The father of a young engineer who was killed by falling pipework during the botched decommissioning of a Gerber Juice factory in South Wales, UK, has attacked the managers responsible, insisting they 'didn't have a clue what was going on'.
The firm was fined £80,000 and also ordered to pay pay £75,000 costs after pleading guilty to a breach of Section 2(1) of the UK Health and Safety at Work &c. Act 1974.
Gavin Bedford, 24, an electro-mechanical engineer from Porthcawl, was helping to dismantle and demolish a section of industrial pipework at the Gerber Juice Company Ltd premises in Llantrisant on June 16 2010 when the structure, weighing around 300kg, collapsed and struck him.
Gerber Juice (now trading as Refresco Gerber) was prosecuted after a joint investigation by the Health and Safety Executive (HSE) and South Wales Police discovered it had failed to plan and resource the decommissioning work adequately.
Bedford, who was also a surfing and British trial-biking champion, sustained critical head injuries and died three days later in hospital. The court heard that the young engineer could have been lying injured for up to 40 minutes before he was found trapped and unconscious.
Gerber Juice chose not to hire independent contractor
Last Friday Newport Crown Court heard that Gerber had closed their Llantrisant factory in 2010 and moved production to Bridgwater in Somerset, England. Bedford was one of a small number of staff temporarily kept on at the site to assist specialist contractors in removing plant and machinery from the factory.
The HSE said that, instead of appointing an independent contractor to manage the decommissioning, Gerber chose to plan, manage and monitor the project themselves, and overlooked hazardous tasks including the removal of overhead pipes and their supporting structure, work that was then devolved onto the in-house engineers.
Consequently, prosecutors told the court that Bedford’s work had not been adequately planned, risk assessed, communicated or monitored by management, and that the safety systems Gerber used to manage its specialist contractors were not used to manage its own engineering staff on the same site.
Moreover, the joint investigation established that staff had no written plan showing them how the pipework should have been dismantled: bolts and structural elements were removed in an unsafe sequence and this led to the collapse that caused Bedford's death.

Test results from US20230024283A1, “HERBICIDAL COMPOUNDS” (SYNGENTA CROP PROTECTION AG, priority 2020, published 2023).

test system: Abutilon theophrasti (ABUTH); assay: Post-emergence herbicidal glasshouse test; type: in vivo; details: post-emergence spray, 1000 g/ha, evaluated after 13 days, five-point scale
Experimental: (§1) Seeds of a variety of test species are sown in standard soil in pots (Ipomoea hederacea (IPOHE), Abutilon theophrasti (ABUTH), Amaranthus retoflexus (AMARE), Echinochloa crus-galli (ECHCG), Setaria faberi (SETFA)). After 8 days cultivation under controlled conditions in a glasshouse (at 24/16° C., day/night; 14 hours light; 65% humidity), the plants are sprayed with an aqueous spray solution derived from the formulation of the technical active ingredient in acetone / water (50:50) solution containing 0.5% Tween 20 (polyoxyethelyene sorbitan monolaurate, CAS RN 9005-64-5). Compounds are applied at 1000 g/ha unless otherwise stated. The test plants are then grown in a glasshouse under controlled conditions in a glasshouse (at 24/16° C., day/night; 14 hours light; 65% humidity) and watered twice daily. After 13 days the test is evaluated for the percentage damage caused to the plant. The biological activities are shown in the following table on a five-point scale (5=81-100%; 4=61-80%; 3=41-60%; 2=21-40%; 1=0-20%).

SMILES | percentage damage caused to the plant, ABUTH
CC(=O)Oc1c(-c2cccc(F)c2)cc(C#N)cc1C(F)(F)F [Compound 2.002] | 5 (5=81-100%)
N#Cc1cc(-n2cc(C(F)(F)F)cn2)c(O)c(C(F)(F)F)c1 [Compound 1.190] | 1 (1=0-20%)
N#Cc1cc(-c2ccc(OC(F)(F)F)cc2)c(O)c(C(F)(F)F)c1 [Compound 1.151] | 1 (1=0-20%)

A production manager at the factory had been put in charge of the decommissioning work, despite never having done similar work before or receiving formal training, while a safety officer only visited once or twice a fortnight and was based in Somerset.
HSE inspector slams Gerber's 'basic corporate failure'
Speaking after Gerber Juice was sentenced, HSE inspector Liam Osborne, said: “Gavin Bedford, a young hard-working and highly regarded engineer, was killed because of Gerber’s basic corporate failure to plan, manage and monitor a construction project. “Any demolition or dismantling work must be set down in writing and strictly monitored – as the law requires. It is also basic common sense.
“If Gerber had given enough time at the beginning to think through what needed to be done, and how it should be done, then Gavin would still be here today.”
Nigel Bedford, the young engineer's father, said: “This type of work was obviously dangerous and Gerber should have looked after Gavin properly. There was no planning for the job and the area wasn’t cordoned off. The management involved in the work didn’t have a clue what was going on.”
A spokesperson for Gerber Juice told BeverageDaily.com this morning: “Gavin’s death was a terrible tragedy and a source of the utmost regret for us. He was a valued employee with a bright future who is fondly remembered.
“We accept the court ruling today, and are committed to ensuring that such an incident could not happen again.”